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|Publisher:||Godine, David R. Publishers, Inc.|
|Edition description:||1 ED|
|Product dimensions:||5.50(w) x 8.30(h) x 0.70(d)|
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THE SUPERIOR PERSON'S THIRD BOOK
OF WELL-BRED WORDS
AASVOGEL * n. A vulture. Ideal term for oral insults, the sound being even more offensive than the meaning, which no-one will know anyway.
ABA * n. A sleeveless garment of camel or goat hair, worn in the Middle East. Pronounced "arbour", and therefore useless for laboured Abba puns, but a nicely confusing name for your husband's tank tops, or, as such garments are sometimes risibly called, "muscle tops".
ABACISCUS * n. A square tile in a mosaic floor. "Ooh", you exclaim with a wince, on entering your host's palatial foyer, "I think I've just trod on an abaciscus!"
ABJURATION * n. The act of renouncing, forswearing or repudiating. "At what part of the service does the abjuration take place?", you innocently ask the vicar during his little talk with you and your fiancée about the forthcoming wedding ceremony.
ACMEISM * n. A movement against symbolism and in favour of lucidity and definiteness in poetry, begun in Russia in 1910. "Don't talk to me about the ineffable lightness of being, Jarrod, just because you want to go to this overnight parry. I'm an acmeist, remember. Just tell me: will there or will there not be adult supervision?"
ACORPORAL * a. Without a body. In response to a remark by Samuel Rogers that in moments of extreme danger it was very desirable to have presence of mind, the Reverend Sydney Smith replied that he would rather haveabsence of body. This was said on the very same night that Smith, dining at Rogers' home, was asked for his opinion of a new lighting system installed by Rogers in the dining room, in such a way that the light was directed at the ceiling, leaving the table below in subdued lighting. Smith replied that he did not like the new system at all, "for all is light above, and all below is darkness and gnashing of teeth".
ACQUITMENT * n. You think this is an accounting term, but more importantly it is a word used by stage and close-up magicians. For them, an acquitment is a series of moves designed to convince the audience that both the magician's hands are empty. The essence of the acquitment is that an object is secretly passed from hand to hand, one hand and then the other being shown to be empty. "I know you don't like me associating with Leroy, Mom, just because he works at the race track; but I'm learning a lot from him. Today he showed me all about acquitments."
ACROAMA * n. A dramatic recitation during a meal; a lecture to the initiated. "Mother, I have agreed to sit down at the dinner table and not to eat my food with my fingers. Is that not enough? Must I submit to acroama as well?"
ADJURATION * n. A formula used in the conjuring of evil spirits, in order to compel them to do or say whatever you demand. Unfortunately there is no formula for compelling members of the opposite sex to do or say whatever you demand. You could try it on, of course. "I adjure you, Melissa, to...."; but if the maiden merely says "what did you say?" you could always claim that the word you used was "implore".
AGITOPHASIA * n. A hysterical condition causing extreme rapidity of speech. "Nix on the agitophasia, Maurice; the quickness of the hand may deceive the eye, but not the voice the mind. Your excuses are pathetic. You will return to the school hall, and you will take part in the pantomime, and you will sing along with little Deirdre in the feature spot in the finale, dressed as the Fairy King, whether you like it or not. Your mother has spoken."
AICHMOPHOBIA * n. Extreme fear of the sight of any sharp-pointed instrument, whether a needle, a nail, a thorn, a spike, etc. James I of England suffered from this phobia, and could not endure the appearance of a drawn sword.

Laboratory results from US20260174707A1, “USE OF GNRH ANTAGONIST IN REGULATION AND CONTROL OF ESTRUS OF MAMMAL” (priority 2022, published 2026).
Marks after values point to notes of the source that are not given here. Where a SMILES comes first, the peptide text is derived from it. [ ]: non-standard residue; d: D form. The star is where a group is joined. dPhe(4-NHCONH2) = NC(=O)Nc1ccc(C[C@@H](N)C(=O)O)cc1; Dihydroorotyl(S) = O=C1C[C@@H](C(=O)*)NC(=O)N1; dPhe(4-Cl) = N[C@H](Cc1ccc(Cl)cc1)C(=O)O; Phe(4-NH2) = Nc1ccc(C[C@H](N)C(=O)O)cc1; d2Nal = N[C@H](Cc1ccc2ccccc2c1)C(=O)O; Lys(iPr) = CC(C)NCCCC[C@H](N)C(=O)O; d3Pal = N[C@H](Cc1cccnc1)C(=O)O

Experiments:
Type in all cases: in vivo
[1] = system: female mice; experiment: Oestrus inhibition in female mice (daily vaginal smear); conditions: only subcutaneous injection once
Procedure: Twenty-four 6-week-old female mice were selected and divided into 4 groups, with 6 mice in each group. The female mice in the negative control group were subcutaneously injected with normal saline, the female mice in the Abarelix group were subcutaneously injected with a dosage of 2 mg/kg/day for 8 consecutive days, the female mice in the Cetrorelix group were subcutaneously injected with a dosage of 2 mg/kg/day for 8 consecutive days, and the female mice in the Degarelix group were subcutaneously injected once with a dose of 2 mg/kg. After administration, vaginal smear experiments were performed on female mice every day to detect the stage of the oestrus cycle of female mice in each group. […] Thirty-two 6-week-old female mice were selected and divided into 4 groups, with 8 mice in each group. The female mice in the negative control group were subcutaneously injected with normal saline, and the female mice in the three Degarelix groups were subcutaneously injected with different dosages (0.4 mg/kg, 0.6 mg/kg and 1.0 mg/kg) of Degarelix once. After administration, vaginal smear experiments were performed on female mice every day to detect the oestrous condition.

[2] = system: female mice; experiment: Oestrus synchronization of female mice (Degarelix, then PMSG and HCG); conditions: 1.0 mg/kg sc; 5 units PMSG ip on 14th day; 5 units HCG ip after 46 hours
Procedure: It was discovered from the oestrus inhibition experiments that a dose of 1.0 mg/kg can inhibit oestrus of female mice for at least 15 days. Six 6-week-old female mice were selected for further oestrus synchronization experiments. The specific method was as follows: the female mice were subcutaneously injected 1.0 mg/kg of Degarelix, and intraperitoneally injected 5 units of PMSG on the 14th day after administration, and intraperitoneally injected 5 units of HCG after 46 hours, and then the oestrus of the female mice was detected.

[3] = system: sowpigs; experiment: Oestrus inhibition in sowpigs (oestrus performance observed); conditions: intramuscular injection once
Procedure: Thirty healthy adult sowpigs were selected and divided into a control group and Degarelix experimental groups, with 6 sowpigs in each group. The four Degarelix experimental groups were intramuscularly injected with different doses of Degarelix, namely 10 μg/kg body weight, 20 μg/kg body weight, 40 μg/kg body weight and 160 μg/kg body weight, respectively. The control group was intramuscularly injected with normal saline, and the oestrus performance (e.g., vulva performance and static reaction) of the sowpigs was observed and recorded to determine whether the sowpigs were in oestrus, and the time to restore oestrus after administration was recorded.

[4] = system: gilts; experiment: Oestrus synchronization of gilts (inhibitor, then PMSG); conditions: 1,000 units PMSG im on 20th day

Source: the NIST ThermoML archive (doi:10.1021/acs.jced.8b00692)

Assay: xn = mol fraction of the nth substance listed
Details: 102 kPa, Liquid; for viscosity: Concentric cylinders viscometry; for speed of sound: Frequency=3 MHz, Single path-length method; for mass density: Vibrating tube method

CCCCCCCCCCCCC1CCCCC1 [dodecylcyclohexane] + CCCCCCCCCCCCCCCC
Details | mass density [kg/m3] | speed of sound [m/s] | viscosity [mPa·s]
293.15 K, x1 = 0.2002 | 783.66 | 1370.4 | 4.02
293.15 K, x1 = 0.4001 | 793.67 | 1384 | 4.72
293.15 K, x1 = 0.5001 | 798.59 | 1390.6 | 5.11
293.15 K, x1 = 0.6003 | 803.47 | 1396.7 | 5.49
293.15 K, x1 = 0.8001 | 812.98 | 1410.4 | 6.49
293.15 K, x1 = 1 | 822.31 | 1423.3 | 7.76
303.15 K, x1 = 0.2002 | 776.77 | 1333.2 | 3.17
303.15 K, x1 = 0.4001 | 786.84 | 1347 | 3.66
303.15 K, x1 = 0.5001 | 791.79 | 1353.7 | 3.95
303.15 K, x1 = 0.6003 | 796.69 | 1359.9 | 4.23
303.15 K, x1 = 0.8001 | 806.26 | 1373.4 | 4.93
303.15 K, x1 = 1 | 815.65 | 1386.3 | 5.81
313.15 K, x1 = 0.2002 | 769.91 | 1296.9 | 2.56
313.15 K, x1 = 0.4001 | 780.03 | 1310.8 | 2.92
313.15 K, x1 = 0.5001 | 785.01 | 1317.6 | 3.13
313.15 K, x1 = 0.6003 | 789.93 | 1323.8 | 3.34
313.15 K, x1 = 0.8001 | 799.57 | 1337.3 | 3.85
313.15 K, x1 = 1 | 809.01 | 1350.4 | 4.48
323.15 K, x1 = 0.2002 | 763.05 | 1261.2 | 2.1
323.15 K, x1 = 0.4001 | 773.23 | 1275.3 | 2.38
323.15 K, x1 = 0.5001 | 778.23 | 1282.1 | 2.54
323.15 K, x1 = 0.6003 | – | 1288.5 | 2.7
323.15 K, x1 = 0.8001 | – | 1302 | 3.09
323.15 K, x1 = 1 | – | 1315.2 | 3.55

ALGOPHOBIA * n. The morbid dread of pain. As a warning to those who have been lulled into a false sense of security at the dentist's by the latter's more or less routine use of local anæsthetics, the author, a true algophobe, relates this cautionary tale of his encounter with a London dentist. "It's just a little one", said the dentist, in the most casual and reassuring tone, "do you want to bother with an anæsthetic this time?" "No", I manfully replied. In an instant the drill was in my mouth, and through a curtain of unendurable pain I heard the dentist say "Suit yourself; it won't hurt me!" Like all algophobes, I have never been able to transcend dental medication. Hmmm ... perhaps if you said it aloud....
ALLOPATHY * n. Conventional medical treatment, as opposed to so-called "alternative" medicines such as homoeopathy, reflexology, etc. If your New Age cousin is persistently refusing to see the doctor about her condition, you could perhaps convince her to do so by secretively whispering to her: "you know, of course, that's he's an allopath?"
ALPHITOMANCY * n. A method of determining the guilt or innocence of a person by feeding him a barley loaf. If indigestion ensues, the person is guilty. Some may say that if indigestion ensues after eating anything at all prepared by their best beloved, they are held by the latter to be guilty.
AMBIVIUM * n. Any street or road leading around a place rather than to it. The route that you and I invariably take.
AMPLEXUS * n. Sexual intercourse between amphibians such as frogs or toads, in which an embrace occurs but the eggs are fertilised externally (An amplexation is an embrace, whether between frogs or anyone.) "So this is your first scuba lesson, Miss Pomfrey? Well, first, we'll familiarise ourselves with the equipment, have some trial shallow water dives, and finish off the day with the amplexus."
AMPYX * n. A general term to denote any net made of string, bands or ribbons, forming a head-dress. Also, happily, the ornamental strips of leather that fulfil a similar purpose for a horse. Your great-aunt's hairnet could be so characterised.
ANDROPHOBIA * n. The morbid dread of men. The existence of the term implies that somewhere, at some time, there must be someone with a morbid dread of me. I find this distinctly empowering, and would very much like to meet this person.